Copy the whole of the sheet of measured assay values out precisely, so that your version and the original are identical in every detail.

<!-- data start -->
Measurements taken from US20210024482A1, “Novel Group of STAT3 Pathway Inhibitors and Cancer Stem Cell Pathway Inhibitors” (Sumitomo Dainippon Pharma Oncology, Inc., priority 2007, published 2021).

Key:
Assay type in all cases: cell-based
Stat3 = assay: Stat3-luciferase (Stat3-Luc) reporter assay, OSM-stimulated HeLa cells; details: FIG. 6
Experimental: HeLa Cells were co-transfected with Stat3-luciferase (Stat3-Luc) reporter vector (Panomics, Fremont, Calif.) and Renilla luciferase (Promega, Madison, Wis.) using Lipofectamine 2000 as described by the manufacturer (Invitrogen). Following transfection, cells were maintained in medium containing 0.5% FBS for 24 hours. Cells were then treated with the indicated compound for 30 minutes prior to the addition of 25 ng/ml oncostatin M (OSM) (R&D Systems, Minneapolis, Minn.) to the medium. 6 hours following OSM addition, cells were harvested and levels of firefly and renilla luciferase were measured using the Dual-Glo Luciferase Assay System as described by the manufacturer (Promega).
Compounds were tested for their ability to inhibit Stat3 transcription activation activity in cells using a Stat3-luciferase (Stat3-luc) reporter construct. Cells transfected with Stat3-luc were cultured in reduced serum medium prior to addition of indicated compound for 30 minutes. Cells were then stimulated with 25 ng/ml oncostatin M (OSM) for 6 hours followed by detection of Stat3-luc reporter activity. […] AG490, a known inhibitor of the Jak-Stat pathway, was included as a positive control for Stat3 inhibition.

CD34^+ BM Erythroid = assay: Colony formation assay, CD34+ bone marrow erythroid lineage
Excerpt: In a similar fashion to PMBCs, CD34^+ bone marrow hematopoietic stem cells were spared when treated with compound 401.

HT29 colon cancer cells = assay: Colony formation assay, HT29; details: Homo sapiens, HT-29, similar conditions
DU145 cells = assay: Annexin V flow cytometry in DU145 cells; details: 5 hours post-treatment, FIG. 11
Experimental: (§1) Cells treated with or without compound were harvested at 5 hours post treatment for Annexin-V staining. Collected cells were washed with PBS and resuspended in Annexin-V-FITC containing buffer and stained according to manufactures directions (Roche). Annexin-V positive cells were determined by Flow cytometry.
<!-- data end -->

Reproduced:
Measurements taken from US20210024482A1, “Novel Group of STAT3 Pathway Inhibitors and Cancer Stem Cell Pathway Inhibitors” (Sumitomo Dainippon Pharma Oncology, Inc., priority 2007, published 2021).

Key:
Assay type in all cases: cell-based
Stat3 = assay: Stat3-luciferase (Stat3-Luc) reporter assay, OSM-stimulated HeLa cells; details: FIG. 6
Experimental: HeLa Cells were co-transfected with Stat3-luciferase (Stat3-Luc) reporter vector (Panomics, Fremont, Calif.) and Renilla luciferase (Promega, Madison, Wis.) using Lipofectamine 2000 as described by the manufacturer (Invitrogen). Following transfection, cells were maintained in medium containing 0.5% FBS for 24 hours. Cells were then treated with the indicated compound for 30 minutes prior to the addition of 25 ng/ml oncostatin M (OSM) (R&D Systems, Minneapolis, Minn.) to the medium. 6 hours following OSM addition, cells were harvested and levels of firefly and renilla luciferase were measured using the Dual-Glo Luciferase Assay System as described by the manufacturer (Promega).
Compounds were tested for their ability to inhibit Stat3 transcription activation activity in cells using a Stat3-luciferase (Stat3-luc) reporter construct. Cells transfected with Stat3-luc were cultured in reduced serum medium prior to addition of indicated compound for 30 minutes. Cells were then stimulated with 25 ng/ml oncostatin M (OSM) for 6 hours followed by detection of Stat3-luc reporter activity. […] AG490, a known inhibitor of the Jak-Stat pathway, was included as a positive control for Stat3 inhibition.

CD34^+ BM Erythroid = assay: Colony formation assay, CD34+ bone marrow erythroid lineage
Excerpt: In a similar fashion to PMBCs, CD34^+ bone marrow hematopoietic stem cells were spared when treated with compound 401.

HT29 colon cancer cells = assay: Colony formation assay, HT29; details: Homo sapiens, HT-29, similar conditions
DU145 cells = assay: Annexin V flow cytometry in DU145 cells; details: 5 hours post-treatment, FIG. 11
Experimental: (§1) Cells treated with or without compound were harvested at 5 hours post treatment for Annexin-V staining. Collected cells were washed with PBS and resuspended in Annexin-V-FITC containing buffer and stained according to manufactures directions (Roche). Annexin-V positive cells were determined by Flow cytometry.